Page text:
This section is from the book "A Practical Treatise On The Joints Made And Used By Builders", by Wyvill J. Christy. Also available from Amazon: Practical treatise on the joints made and used by builders.
Angle Joint is one occurring at an angle. A mitre is pre-eminently an angle joint, but apart from those thus distinguished there are many others with specific names, such, for instance, as bead and double quirk, Fig. 95, which is common in salient or external angles.
This contains an angle, or is made with an angular piece. The edges of "grounds" bevelled to receive or key the plastering illustrate this kind of joint, which is formed between surfaces whereof one at least is inclined to the face.
This is made by sinking an angular groove and working a corresponding tongue to match. With ordinary stuff it is advisable to keep the groove well within the arris, as shown in Fig. 96, but in mediaeval times the wood used was sufficiently well selected and tough, and the workmanship laborious enough to admit of the groove occupying nearly the whole width of the edge, as in Fig. 97.
Beaded Joint is one disguised by a quirked bead, which is worked on one side of it, as in Fig. 98, in such a way that when well done the joint appears as a second quirk. It is common in matched boarding, hinging, etc.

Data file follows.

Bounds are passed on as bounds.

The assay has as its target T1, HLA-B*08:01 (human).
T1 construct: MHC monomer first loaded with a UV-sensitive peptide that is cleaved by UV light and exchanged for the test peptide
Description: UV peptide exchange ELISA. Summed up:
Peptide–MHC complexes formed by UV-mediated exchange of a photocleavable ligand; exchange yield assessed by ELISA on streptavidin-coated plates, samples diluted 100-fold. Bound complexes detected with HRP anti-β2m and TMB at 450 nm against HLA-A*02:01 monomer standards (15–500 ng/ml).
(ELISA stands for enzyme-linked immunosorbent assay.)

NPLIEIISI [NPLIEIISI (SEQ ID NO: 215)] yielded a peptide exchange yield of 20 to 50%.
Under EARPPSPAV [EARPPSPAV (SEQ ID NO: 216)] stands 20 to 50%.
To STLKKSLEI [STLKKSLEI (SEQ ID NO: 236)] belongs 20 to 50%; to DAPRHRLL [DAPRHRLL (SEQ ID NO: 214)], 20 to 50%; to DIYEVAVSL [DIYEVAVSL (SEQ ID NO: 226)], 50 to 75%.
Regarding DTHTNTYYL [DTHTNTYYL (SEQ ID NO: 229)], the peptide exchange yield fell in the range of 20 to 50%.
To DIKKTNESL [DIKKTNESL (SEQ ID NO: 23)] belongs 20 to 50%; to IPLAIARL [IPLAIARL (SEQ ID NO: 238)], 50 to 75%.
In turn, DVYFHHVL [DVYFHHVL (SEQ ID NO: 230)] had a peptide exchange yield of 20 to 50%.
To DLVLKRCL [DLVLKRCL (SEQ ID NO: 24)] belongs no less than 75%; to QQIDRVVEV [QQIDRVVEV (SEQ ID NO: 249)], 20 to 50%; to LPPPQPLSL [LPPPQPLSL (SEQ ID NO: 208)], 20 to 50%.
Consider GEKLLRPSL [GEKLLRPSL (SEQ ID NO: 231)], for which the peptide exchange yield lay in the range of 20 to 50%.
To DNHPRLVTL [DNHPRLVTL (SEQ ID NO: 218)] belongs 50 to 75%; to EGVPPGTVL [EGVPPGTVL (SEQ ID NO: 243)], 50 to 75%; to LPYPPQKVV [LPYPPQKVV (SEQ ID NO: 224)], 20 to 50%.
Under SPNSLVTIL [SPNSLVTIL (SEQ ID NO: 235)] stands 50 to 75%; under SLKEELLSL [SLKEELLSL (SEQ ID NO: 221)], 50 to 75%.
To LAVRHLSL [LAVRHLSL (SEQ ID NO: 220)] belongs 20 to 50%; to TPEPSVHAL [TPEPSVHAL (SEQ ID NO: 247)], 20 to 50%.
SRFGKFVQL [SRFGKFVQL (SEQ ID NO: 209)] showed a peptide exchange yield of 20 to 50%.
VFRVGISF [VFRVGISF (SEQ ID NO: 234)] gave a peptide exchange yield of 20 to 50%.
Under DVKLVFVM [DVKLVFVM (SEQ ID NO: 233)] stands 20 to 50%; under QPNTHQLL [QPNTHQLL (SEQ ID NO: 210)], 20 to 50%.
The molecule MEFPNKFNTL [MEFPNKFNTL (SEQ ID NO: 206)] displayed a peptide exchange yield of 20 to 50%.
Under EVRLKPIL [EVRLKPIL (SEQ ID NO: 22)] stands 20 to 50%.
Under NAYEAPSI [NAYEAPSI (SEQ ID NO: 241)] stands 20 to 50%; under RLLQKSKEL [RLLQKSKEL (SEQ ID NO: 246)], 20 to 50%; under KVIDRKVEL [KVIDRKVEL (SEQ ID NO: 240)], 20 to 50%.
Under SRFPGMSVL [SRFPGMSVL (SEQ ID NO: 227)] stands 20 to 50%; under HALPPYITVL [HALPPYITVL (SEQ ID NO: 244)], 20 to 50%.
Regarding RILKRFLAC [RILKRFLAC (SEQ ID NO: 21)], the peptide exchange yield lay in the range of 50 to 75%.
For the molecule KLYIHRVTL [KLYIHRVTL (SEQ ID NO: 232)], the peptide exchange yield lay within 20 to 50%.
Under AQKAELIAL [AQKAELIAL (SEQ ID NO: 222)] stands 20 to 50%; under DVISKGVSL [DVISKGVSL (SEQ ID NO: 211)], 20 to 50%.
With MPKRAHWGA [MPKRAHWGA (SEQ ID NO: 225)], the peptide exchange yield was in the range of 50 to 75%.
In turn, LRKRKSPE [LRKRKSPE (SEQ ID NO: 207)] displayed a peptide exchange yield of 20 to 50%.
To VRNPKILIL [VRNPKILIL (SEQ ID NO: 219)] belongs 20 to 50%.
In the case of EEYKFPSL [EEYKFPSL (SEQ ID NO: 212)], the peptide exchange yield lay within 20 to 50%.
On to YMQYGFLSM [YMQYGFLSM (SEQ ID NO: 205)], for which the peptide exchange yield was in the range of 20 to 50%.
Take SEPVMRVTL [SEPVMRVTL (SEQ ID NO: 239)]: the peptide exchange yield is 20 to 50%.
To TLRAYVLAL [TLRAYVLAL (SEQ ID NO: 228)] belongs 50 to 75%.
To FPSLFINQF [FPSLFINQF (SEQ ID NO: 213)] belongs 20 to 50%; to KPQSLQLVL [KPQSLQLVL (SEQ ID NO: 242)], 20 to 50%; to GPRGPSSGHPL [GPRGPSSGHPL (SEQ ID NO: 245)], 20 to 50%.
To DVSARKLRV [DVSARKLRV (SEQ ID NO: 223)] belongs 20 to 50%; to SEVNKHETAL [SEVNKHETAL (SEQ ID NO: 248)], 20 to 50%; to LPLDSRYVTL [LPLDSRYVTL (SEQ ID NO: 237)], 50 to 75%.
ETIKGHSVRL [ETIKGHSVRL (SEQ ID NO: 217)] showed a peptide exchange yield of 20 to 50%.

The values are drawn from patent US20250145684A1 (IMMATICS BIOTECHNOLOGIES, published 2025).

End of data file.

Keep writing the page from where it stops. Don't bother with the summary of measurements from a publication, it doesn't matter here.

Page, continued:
Contrary to what is the case in the other trades, this kind of joint is not regarded with particular favour, for it occurs in patched and the commoner descriptions of work, notably in floors laid folding in which there are breaks in the longitudinal joints arising from the floor boards being gauged to different widths.
This is formed when two boards with edges shot or ends squared, and either glued or not, abut against or touch each other edge to edge, edge to end, or end to end, but custom gives it a still wider meaning, and the term is applied to the joint made when the edge of one board either plain, beaded, or tongued, is fitted down to the side of another either recessed or not, as in Figs. 99, 100, and 101. In handrailing it occurs when the plane of the joint is perpendicular to the direction of the rail.
Chamfered Joint is made by taking off the arrises of boards, panels, and stiles which butt against each other, thereby leaving a V-shaped recess of some little effect.
This is identical with the similarly-named carpenters' joint.
Circular Joint is found in circular work, as, for instance, at the shutting joints of circular or segmental headed or pointed sashes and casements, and in circular panelling, etc, dovetailed, as shown by the dotted lines in Fig. 102, the tongued board must be slipped into place endways.